According to the law firm press release, Exxon is a multinational oil and gas company and the world’s largest publicly traded company.
The complaint alleges that throughout the Class Period, Exxon repeatedly highlighted the strength of its business model and its transparency and reporting integrity, particularly with regard to its oil and gas reserves and the value of those reserves. Exxon’s public statements were materially false and misleading when made as they failed to disclose: (a) that Exxon’s own internally generated reports concerning climate change recognized the environmental risks caused by global warming and climate change; (b) that, given the risks associated with global warming and climate change, the Company would not be able to extract the existing hydrocarbon reserves Exxon claimed to have and, therefore, a material portion of Exxon’s reserves were stranded and should have been written down; and (c) that Exxon had employed an inaccurate “price of carbon” – the cost of regulations such as a carbon tax or a cap-and-trade system to push down emissions – in evaluating the value of certain of its future oil and gas prospects in order to keep the value of its reserves materially overstated. As a result of defendants’ positive Class Period statements, Exxon common stock traded at artificially inflated prices, reaching a Class Period high of more than $95 per share, and the rating agencies maintained Exxon’s AAA debt rating – the highest – permitting Exxon to sell $12 billion of corporate debt at extraordinarily favorable rates during the Class Period.
Through a series of partial disclosures issued by different news sources between mid-August 2016 and late September 2016, the market learned that federal regulators were actively scrutinizing Exxon’s reserve accounting related to climate change and global warming and its refusal to write down any of its oil and gas reserves in the face of declining global oil prices. On these disclosures, the price of Exxon common stock fell as low as $82.54 per share on September 20, 2016, down more than 13% from the stock’s Class Period high, erasing billions of dollars of market capitalization.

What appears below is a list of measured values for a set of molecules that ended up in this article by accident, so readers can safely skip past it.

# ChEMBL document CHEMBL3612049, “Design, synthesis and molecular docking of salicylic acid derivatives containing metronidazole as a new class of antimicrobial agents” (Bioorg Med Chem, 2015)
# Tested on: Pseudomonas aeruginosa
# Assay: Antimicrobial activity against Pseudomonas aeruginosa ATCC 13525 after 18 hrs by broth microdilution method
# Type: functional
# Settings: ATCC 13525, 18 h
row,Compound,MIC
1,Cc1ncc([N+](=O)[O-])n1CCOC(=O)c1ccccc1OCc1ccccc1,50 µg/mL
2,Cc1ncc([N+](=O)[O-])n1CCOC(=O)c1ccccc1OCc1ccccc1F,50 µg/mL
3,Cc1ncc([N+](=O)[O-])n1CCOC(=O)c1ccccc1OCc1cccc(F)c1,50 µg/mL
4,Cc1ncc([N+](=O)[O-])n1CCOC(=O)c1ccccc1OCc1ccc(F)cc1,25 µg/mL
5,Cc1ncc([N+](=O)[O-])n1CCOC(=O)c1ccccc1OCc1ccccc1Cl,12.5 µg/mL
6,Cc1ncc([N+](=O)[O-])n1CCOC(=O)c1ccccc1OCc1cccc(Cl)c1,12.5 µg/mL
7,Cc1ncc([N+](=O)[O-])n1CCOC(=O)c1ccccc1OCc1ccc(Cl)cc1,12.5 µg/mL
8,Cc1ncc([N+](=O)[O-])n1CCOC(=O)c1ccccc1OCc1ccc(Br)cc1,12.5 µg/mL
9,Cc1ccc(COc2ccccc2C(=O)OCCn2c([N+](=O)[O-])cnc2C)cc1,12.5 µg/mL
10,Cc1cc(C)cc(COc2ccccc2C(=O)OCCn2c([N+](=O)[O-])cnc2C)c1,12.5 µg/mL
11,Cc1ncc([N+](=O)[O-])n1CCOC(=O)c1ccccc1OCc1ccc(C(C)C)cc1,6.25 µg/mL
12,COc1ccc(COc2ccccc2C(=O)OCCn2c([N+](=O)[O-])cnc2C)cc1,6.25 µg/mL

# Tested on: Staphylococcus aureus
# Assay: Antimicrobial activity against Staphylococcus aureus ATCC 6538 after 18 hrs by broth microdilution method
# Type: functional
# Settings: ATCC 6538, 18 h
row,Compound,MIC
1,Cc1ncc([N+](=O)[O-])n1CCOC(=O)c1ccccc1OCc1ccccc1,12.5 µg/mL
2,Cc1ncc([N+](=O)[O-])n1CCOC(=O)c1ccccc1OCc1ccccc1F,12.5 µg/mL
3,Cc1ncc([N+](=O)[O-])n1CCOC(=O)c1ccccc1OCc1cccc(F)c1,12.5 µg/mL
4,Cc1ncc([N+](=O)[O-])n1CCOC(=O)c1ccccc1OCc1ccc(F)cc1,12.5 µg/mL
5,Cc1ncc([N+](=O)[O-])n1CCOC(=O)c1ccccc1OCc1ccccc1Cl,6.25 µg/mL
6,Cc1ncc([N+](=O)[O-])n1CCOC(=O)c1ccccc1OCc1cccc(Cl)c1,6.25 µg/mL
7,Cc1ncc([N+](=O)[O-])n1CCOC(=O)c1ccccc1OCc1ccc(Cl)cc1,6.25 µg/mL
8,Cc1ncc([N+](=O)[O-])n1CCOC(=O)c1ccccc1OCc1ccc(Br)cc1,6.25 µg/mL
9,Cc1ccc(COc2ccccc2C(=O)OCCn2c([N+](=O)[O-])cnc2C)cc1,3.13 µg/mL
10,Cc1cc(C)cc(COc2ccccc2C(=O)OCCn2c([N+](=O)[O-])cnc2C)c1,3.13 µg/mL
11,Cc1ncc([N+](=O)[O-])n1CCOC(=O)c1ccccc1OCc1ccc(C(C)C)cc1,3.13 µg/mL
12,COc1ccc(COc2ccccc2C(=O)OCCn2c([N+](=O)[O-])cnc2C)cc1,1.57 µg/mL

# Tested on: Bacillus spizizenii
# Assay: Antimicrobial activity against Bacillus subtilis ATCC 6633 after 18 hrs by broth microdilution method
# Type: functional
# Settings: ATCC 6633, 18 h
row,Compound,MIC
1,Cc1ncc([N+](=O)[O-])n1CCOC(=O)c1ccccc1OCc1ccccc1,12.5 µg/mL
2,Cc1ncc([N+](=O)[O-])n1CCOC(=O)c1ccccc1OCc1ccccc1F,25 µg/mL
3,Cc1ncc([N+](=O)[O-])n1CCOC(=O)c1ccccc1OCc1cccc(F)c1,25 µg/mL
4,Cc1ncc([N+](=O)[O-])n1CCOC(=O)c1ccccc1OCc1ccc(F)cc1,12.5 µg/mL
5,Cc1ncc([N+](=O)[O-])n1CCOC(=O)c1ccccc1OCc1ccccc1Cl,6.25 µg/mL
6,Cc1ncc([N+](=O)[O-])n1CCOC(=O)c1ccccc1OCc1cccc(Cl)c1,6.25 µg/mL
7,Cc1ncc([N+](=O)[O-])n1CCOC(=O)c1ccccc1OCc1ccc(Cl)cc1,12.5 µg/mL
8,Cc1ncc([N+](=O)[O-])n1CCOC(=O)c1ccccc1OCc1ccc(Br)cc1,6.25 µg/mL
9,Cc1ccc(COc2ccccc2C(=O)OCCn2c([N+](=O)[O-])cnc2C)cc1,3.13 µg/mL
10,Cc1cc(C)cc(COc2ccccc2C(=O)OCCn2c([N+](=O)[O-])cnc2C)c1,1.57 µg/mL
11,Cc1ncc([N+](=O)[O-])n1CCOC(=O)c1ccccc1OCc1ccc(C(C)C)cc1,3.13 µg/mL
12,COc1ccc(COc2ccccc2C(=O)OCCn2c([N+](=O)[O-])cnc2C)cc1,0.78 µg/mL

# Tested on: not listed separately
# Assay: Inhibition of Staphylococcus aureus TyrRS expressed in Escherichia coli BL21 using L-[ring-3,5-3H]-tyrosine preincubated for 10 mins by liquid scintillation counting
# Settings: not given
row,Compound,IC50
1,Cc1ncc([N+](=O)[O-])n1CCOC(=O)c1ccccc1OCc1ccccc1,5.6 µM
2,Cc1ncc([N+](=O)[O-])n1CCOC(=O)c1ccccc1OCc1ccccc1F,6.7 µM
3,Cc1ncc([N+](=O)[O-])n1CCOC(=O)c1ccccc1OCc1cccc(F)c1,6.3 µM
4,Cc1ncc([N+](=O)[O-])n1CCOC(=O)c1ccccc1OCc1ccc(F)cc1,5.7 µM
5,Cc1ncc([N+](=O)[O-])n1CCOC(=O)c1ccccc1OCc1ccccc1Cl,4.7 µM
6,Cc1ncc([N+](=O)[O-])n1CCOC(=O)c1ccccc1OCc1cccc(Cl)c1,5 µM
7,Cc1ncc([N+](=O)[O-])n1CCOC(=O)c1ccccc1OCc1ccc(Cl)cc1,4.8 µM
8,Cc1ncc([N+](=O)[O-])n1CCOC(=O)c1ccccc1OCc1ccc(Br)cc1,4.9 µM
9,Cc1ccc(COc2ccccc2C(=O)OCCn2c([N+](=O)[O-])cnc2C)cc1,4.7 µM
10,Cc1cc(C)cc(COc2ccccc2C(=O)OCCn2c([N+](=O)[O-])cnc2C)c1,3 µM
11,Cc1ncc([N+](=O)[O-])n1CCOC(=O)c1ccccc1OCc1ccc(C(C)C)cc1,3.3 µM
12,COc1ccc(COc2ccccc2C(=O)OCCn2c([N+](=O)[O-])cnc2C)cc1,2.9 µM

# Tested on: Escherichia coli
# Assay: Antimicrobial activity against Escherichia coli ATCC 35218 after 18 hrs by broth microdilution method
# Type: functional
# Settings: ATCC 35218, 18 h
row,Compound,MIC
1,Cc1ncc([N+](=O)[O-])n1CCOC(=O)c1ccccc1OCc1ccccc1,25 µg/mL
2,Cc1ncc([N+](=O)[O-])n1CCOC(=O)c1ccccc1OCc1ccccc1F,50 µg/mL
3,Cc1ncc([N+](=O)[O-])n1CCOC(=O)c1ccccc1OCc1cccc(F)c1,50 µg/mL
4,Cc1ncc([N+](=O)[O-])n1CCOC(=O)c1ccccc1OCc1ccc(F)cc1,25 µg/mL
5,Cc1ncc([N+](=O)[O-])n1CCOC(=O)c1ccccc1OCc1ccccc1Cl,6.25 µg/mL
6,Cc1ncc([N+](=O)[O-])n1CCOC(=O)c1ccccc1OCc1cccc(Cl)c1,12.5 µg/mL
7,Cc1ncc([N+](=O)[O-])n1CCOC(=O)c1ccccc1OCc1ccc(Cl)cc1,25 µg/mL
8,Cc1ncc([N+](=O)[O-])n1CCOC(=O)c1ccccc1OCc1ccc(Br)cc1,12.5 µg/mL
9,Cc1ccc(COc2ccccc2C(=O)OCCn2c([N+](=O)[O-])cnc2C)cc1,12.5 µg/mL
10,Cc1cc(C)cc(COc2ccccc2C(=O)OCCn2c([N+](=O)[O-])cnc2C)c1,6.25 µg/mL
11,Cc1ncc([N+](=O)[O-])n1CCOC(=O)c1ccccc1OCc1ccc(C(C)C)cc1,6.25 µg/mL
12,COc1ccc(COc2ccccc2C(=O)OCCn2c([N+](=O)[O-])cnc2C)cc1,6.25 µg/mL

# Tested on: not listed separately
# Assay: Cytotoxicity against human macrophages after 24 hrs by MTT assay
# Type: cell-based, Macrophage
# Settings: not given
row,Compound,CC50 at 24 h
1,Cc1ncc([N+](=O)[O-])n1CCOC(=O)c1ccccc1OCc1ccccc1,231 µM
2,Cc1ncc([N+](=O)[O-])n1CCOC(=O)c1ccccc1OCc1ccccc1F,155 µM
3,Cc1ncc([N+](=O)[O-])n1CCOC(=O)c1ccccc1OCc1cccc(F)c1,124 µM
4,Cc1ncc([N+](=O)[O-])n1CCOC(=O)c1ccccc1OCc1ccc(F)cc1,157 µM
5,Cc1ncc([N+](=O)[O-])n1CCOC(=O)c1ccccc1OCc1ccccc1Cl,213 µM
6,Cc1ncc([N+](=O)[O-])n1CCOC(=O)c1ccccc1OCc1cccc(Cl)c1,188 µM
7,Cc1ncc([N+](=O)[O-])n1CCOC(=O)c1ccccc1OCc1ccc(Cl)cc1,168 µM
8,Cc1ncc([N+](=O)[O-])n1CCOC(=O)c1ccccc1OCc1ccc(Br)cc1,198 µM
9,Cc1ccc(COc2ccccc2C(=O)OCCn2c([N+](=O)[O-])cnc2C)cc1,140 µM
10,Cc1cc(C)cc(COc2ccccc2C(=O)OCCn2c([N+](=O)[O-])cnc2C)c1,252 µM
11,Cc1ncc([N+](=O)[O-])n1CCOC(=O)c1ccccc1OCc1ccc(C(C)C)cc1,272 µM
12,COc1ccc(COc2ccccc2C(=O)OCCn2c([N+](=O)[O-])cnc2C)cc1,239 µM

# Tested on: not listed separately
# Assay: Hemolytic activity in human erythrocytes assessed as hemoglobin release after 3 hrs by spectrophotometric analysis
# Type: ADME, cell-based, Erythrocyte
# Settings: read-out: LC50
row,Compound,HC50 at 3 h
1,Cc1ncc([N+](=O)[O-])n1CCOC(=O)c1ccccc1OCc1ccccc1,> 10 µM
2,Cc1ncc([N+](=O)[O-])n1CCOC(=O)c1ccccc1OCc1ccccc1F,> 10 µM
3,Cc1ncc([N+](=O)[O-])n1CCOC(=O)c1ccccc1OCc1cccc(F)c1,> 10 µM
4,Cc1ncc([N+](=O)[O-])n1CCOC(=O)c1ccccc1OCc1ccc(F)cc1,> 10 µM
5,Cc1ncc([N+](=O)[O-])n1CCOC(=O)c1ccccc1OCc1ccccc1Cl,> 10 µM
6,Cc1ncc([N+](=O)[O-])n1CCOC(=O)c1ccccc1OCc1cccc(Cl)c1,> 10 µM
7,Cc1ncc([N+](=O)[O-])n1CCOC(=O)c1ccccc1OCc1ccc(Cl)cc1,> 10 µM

Then on October 28, 2016, before the open of trading, Exxon issued a release announcing its financial results for the quarter ended September 30, 2016. Exxon disclosed that it might be forced to write down nearly 20% of its oil and gas assets. Specifically, the Company acknowledged that it might have to write down 3.6 billion barrels of oil sand reserves and one billion barrels of other North American reserves that Exxon now conceded were not profitable to produce under current prices. In response to this news, the price of Exxon common stock fell more than $2 per share on October 28, 2016, on unusually high trading volume.